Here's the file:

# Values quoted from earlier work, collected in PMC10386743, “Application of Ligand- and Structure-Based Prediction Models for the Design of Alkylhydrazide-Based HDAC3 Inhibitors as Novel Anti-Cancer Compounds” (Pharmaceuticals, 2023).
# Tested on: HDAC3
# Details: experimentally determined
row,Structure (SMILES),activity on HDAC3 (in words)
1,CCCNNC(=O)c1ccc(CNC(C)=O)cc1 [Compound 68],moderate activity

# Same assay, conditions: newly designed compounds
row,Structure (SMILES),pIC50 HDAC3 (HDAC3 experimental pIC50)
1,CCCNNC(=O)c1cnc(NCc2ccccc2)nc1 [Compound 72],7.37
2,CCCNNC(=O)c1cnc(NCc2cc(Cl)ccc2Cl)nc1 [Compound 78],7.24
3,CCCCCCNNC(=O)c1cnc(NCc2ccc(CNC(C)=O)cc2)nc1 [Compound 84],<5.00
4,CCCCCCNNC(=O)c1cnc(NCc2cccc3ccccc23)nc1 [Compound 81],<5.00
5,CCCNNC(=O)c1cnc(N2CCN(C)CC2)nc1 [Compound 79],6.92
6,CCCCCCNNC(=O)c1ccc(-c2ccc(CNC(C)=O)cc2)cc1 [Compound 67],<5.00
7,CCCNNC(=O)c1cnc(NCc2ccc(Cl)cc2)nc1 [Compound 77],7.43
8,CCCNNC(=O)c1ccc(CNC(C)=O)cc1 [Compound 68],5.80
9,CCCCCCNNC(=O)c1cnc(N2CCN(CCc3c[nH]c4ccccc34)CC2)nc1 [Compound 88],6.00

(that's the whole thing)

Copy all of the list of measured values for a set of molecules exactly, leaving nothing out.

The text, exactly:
# Values quoted from earlier work, collected in PMC10386743, “Application of Ligand- and Structure-Based Prediction Models for the Design of Alkylhydrazide-Based HDAC3 Inhibitors as Novel Anti-Cancer Compounds” (Pharmaceuticals, 2023).
# Tested on: HDAC3
# Details: experimentally determined
row,Structure (SMILES),activity on HDAC3 (in words)
1,CCCNNC(=O)c1ccc(CNC(C)=O)cc1 [Compound 68],moderate activity

# Same assay, conditions: newly designed compounds
row,Structure (SMILES),pIC50 HDAC3 (HDAC3 experimental pIC50)
1,CCCNNC(=O)c1cnc(NCc2ccccc2)nc1 [Compound 72],7.37
2,CCCNNC(=O)c1cnc(NCc2cc(Cl)ccc2Cl)nc1 [Compound 78],7.24
3,CCCCCCNNC(=O)c1cnc(NCc2ccc(CNC(C)=O)cc2)nc1 [Compound 84],<5.00
4,CCCCCCNNC(=O)c1cnc(NCc2cccc3ccccc23)nc1 [Compound 81],<5.00
5,CCCNNC(=O)c1cnc(N2CCN(C)CC2)nc1 [Compound 79],6.92
6,CCCCCCNNC(=O)c1ccc(-c2ccc(CNC(C)=O)cc2)cc1 [Compound 67],<5.00
7,CCCNNC(=O)c1cnc(NCc2ccc(Cl)cc2)nc1 [Compound 77],7.43
8,CCCNNC(=O)c1ccc(CNC(C)=O)cc1 [Compound 68],5.80
9,CCCCCCNNC(=O)c1cnc(N2CCN(CCc3c[nH]c4ccccc34)CC2)nc1 [Compound 88],6.00